LIVE VIEWERS - You may need to refresh/reload this page at or just after the start time if the video is not loading. Live captions will appear in the box below. To customize captioning experience, access event captions here.
Objects that Changed the World is a collaboration between the Miami University Humanities Center and the Alumni Association. Featuring Miami’s nationally recognized faculty in the humanities, each lecture is inspired by an object of such prevalence today it might be easily overlooked and develops original insights and novel lessons about the object in question. We invite all alumni to reconnect with faculty and to show their support for the Humanities Center’s mission to advocate for the central place of the humanities in both the university and wider society. If you are interested in financially supporting the Humanities Center and programs like these, please visit: www.givetomiamioh.org/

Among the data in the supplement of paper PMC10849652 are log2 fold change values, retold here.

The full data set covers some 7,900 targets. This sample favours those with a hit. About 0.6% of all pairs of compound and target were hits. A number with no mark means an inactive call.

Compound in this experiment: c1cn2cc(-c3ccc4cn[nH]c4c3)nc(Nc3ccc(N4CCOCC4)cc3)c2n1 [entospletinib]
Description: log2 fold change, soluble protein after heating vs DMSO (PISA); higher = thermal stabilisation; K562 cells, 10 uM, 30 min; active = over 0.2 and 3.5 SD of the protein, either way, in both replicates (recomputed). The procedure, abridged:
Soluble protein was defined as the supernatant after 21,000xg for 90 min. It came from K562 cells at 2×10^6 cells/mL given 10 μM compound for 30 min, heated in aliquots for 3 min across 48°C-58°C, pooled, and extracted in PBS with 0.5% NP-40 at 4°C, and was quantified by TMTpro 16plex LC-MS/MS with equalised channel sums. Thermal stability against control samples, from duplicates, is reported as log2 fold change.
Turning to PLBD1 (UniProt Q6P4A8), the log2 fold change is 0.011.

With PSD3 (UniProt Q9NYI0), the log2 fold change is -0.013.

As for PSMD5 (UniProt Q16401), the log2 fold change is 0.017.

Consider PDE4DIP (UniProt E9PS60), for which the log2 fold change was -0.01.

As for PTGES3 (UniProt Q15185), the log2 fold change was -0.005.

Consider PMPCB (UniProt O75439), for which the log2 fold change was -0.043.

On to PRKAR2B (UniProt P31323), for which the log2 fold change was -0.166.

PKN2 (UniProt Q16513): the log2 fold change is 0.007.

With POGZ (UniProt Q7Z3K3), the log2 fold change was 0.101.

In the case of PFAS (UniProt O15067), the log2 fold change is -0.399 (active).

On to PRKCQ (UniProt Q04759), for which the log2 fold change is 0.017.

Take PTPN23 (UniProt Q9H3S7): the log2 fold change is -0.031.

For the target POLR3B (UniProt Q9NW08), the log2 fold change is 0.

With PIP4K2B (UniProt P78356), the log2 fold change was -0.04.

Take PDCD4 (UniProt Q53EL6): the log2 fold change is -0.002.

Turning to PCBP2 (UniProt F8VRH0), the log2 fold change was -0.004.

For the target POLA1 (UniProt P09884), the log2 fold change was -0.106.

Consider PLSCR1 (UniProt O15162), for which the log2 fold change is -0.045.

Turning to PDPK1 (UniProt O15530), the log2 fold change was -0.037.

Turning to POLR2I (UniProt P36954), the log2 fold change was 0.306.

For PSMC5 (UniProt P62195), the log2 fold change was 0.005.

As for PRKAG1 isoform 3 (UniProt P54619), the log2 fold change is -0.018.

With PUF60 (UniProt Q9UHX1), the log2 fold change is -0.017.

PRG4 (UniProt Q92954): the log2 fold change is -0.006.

The Pill with Kimberly Hamlin
In May 1960, the FDA approved a prescription drug that would permanently alter the course of women's lives: the birth control pill. After decades of research and activism, women could now determine their own reproductive and professional lives. But this autonomy came at a cost. The initial pill proved injurious to some women, prompting Congressional hearings and public outcry that launched the women's health movement. Learn more about this object that changed the world, the family, the workplace, and women's role in public life in this interactive talk.
Kimberly Hamlin is Associate Professor of History and Global and Intercultural Studies. Her most recent book Free Thinker: Sex, Suffrage, and the Extraordinary Life of Helen Hamilton Gardener (W.W. Norton) tells the fascinating story of the “fallen woman” who reinvented herself and became “the most potent factor” in Congressional passage of the Nineteenth Amendment and the highest-ranking woman in federal government. This project received both the National Endowment for the Humanities (NEH) Public Scholar Award and the Carrie Chapman Catt Award for Research on Women and Politics. She writes frequently for the Washington Post.
See Kimberly in national media:
The presentation is free to watch online, but registration is required. Please reach out to J.J. Slager, firstname.lastname@example.org, with questions.
|Register for this Free Event|
|Give to the Humanities Center|